12 10 DEFINITION OF CRITERIA LOCATION MEETS DEMAND REQUIREMENT This location has at least 20 pedestrians per hour, when applying the conversion factor of 1.33 for vulnerable populations, including children, the elderly and persons with disabilities. In order to determine if a location meets this criterion, complete a pedestrian count during the anticipated peak hours. Count the number of pedestrians at the candidate crosswalk location and within the vicinity likely to use the crosswalk location. Count every vulnerable user as 1.33 people. The identification of vulnerable users will be determined by professional judgment of the individual counting in the field. Identify the peak hour and determine if that is greater than or equal to 20 pedestrian equivalents. Counts no more than two years old can be applied as long as the location s conditions have not significantly changed. LOCATION DIRECTLY SERVES AN EXISTING SCHOOL, HOSPITAL, SENIOR CENTER, RECREATION CENTER, LIBRARY, COMMERCIAL DISTRICT OR PARK Examine the surrounding land uses and determine if the proposed crosswalk directly serves a school, hospital, senior center, recreation center, library, commercial district or park. CITY AND COUNTY OF DENVER UNCONTROLLED PEDESTRIAN CROSSING GUIDELINES LOCATION SERVES AN EXISTING SHARED-USE PATH OR TRAIL AS DEFINED BY DENVER MOVES Identify the location of the proposed crosswalk on the Denver Moves map. Determine if the proposed crosswalk is an extension of a facility that is identified as a shared-use path or trail. If the segment at either end of the proposed crosswalk is identified as a shared-use path or trail, then it would qualify. LOCATION MEETS THE MUTCD S APPLICATION GUIDANCE FOR A PEDESTRIAN HYBRID BEACON OR PEDESTRIAN SIGNAL WARRANT The 2009 Edition of the Manual on Uniform Traffic Control Devices (MUTCD) provides guidance on the installation of pedestrian hybrid beacons for major streets. Use Figure 2 for roadways where the 85th percentile speed is 35 mph or less, and Figure 3 for roadways greater than 35 mph. Determine the number of vehicles in the peak hour on both approaches of the major street. Determine the number of pedestrians in the peak hour. Measure the length of the proposed crosswalk. If the plotted point falls above the line of the respective crosswalk length shown in Figures 2 and 3, then a pedestrian hybrid beacon is recommended.

13 MUTCD PEDESTRIAN HYBRID BEACON APPLICATION GUIDANCE Figure 2: MUTCD guidelines for the installation of pedestrian hybrid beacons on low-speed roadways Figure 3: MUTCD guidelines for the installation of pedestrian hybrid beacons on high-speed roadways CITY AND COUNTY OF DENVER UNCONTROLLED PEDESTRIAN CROSSING GUIDELINES 11

14 The 2009 Edition of the Manual on Uniform Traffic Control Devices (MUTCD) also provides warrants for the installation of pedestrian signals. The following four figures show the number of pedestrians per hour crossing the major street necessary to warrant a pedestrian signal based on the number of vehicles per hour on the major street. Figures 4 and 5 show the warrant for the four hour volumes and Figures 6 and 7 show the warrant for the peak hour. Figures 5 and 7 show the warrant when a location has a posted speed limit or the 85thpercentile speed on the major street exceeds 35 mph, or if the intersection lies within the built-up area of an isolated community having a population of less than 10,000. These circumstances are referred to as the 70 percent factor. Figure 4: MUTCD warrants for the installation of pedestrian signal for four hour volumes Figure 5: MUTCD warrants for the installation of pedestrian signal for four hour volumes (70 percent factor) 12 CITY AND COUNTY OF DENVER UNCONTROLLED PEDESTRIAN CROSSING GUIDELINES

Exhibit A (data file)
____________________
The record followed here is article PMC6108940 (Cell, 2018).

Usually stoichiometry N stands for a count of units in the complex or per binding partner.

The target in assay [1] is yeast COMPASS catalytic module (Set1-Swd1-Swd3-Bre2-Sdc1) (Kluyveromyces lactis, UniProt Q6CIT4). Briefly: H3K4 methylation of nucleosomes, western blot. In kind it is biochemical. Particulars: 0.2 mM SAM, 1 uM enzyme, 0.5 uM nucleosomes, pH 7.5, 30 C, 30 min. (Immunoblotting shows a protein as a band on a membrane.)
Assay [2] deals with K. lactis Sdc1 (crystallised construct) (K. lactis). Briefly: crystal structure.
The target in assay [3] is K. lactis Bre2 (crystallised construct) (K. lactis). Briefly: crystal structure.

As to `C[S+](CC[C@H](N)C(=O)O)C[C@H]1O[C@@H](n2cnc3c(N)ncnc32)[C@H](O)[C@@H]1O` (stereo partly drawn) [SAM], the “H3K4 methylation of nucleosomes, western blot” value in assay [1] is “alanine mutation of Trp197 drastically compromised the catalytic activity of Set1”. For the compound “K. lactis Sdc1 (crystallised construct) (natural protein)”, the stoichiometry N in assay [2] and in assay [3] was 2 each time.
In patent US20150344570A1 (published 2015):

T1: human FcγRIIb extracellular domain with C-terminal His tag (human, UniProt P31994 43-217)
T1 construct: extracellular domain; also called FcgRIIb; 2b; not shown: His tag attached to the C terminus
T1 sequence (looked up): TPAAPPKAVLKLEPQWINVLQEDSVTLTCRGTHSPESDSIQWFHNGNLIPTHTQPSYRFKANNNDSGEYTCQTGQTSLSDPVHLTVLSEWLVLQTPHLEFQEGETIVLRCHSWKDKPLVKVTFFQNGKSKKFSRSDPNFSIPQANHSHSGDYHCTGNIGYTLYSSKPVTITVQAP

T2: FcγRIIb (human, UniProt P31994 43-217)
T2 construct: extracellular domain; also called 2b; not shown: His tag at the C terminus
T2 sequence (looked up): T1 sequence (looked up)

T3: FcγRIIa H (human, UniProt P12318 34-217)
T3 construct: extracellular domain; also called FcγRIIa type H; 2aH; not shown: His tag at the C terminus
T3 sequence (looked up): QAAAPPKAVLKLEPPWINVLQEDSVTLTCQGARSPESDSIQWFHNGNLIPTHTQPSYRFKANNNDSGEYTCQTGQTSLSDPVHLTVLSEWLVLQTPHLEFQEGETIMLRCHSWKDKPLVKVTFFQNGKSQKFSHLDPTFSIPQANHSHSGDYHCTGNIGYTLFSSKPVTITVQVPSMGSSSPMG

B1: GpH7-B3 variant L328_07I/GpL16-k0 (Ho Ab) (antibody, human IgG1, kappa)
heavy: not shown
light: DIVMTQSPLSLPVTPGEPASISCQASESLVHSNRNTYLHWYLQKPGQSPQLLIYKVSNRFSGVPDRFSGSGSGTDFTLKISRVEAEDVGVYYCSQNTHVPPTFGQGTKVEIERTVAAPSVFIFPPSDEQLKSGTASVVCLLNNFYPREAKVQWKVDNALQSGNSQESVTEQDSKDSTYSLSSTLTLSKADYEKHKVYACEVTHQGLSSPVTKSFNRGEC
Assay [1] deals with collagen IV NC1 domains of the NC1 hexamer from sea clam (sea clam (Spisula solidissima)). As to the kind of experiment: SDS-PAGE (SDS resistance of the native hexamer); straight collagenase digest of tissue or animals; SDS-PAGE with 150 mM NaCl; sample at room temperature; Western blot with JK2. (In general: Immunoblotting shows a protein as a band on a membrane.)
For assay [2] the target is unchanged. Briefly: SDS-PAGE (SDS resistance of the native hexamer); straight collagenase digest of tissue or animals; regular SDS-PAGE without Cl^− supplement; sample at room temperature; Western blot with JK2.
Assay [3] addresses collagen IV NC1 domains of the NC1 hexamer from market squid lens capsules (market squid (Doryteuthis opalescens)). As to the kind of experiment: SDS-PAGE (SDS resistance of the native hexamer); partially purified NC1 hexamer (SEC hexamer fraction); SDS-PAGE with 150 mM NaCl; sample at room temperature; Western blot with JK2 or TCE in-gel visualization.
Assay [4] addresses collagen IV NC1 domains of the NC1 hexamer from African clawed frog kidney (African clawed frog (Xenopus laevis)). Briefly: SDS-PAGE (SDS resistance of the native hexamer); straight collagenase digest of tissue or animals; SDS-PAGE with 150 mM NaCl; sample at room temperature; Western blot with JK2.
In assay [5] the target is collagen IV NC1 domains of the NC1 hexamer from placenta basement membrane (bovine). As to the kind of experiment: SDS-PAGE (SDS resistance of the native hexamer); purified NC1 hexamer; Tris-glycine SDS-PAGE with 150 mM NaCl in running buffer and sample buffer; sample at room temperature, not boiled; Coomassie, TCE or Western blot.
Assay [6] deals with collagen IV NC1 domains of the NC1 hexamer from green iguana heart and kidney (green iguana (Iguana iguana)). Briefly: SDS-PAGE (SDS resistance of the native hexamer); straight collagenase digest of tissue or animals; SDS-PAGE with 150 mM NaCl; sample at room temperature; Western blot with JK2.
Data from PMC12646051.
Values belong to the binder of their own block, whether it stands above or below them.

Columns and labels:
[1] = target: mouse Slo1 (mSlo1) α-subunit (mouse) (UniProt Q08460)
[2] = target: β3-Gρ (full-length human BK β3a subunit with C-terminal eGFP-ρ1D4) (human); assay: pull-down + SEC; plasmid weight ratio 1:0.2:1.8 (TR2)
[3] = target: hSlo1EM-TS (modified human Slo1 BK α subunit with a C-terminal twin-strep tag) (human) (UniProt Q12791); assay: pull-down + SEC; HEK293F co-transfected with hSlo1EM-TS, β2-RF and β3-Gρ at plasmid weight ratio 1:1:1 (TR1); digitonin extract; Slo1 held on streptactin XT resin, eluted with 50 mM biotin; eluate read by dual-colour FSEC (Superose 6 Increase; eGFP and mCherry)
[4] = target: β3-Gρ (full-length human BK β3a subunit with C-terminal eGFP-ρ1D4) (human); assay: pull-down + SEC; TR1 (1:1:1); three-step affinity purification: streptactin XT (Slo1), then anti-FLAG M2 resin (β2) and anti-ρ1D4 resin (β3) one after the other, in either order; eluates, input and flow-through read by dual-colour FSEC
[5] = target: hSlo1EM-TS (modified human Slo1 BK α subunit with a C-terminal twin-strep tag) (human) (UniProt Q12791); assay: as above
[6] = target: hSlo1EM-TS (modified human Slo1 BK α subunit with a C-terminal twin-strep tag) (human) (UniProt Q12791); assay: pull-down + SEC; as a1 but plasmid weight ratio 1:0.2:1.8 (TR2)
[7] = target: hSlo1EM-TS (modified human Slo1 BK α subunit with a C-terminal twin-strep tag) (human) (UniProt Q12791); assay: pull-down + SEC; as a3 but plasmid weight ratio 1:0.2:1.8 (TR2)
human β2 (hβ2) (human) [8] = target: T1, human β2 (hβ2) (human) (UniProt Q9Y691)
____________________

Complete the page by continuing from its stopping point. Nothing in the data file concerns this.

15 Figure 6: MUTCD warrants for the installation of pedestrian signal at peak hour Figure 7: MUTCD warrants for the installation of pedestrian signal at peak hour (70 percent factor) CITY AND COUNTY OF DENVER UNCONTROLLED PEDESTRIAN CROSSING GUIDELINES 13

16 PEDESTRIAN DELAY OF LOS D OR WORSE The pedestrian level of service calculator, according to the Highway Capacity Manual 2010 methodology, calculates the level of pedestrian delay. This is determined based on the volume of vehicles and crossing distance. In other words, it measures how long pedestrians would have to wait to find a gap in traffic to safely cross the street. A level of service D, E or F corresponds to a delay of 20 seconds or greater. The primary reason for this criterion is to prevent the overuse of marked crosswalks, to use them where they are most necessary in inducing yielding to create gaps for pedestrians to cross the street, and to not exceedingly increase the city s maintenance responsibility. Consideration should be given to exceptions to the level of service criteria where the pedestrian volume is at least twice the minimum threshold or where the crosswalk would serve a high proportion of vulnerable users. LOCATION IS GREATER THAN 300 FEET FROM NEAREST CROSSING Measure the distance from the proposed crosswalk to the nearest existing marked crosswalk, either controlled or uncontrolled. A distance of 300 feet or greater is necessary for a location to qualify to be considered for a marked crosswalk. LOCATION MEETS SIGHT DISTANCE REQUIREMENTS The American Association of State Highway and Transportation Officials (AASHTO) A Policy on Geometric Design of Highways and Streets (also known as the Green Book ) describes sight distance as the length of the roadway ahead that is visible to the driver. Sight distance should be sufficient enough to allow for a vehicle traveling at the design speed to stop before reaching a stationary object. Table 1, from Chapter of the AASHTO Green Book, shows the minimum sight distance required at various design speeds. Table 1: Stopping sight distance on level roadways Design Speed (mph) Stopping Sight Distance (ft) EXCEPTIONS TO CRITERIA In some cases it may be reasonable to allow exceptions to the criteria identified above. Approval from the City Traffic Engineer is required for exceptions to these criteria. Any exceptions should be appropriately documented. Any situations which are not clearly defined by this guide should also be brought to the City Traffic Engineer for review and determination. The City Traffic Engineer will review locations that do not meet the MUTCD signal warrant but meet the criteria in the Figure 1 flowchart to indicate that a marked crosswalk is appropriate, and Table 2 indicates a Level C treatment. The City may choose not to construct crosswalks or add devices that have a high cost that is not justified by the project s benefits. 14 CITY AND COUNTY OF DENVER UNCONTROLLED PEDESTRIAN CROSSING GUIDELINES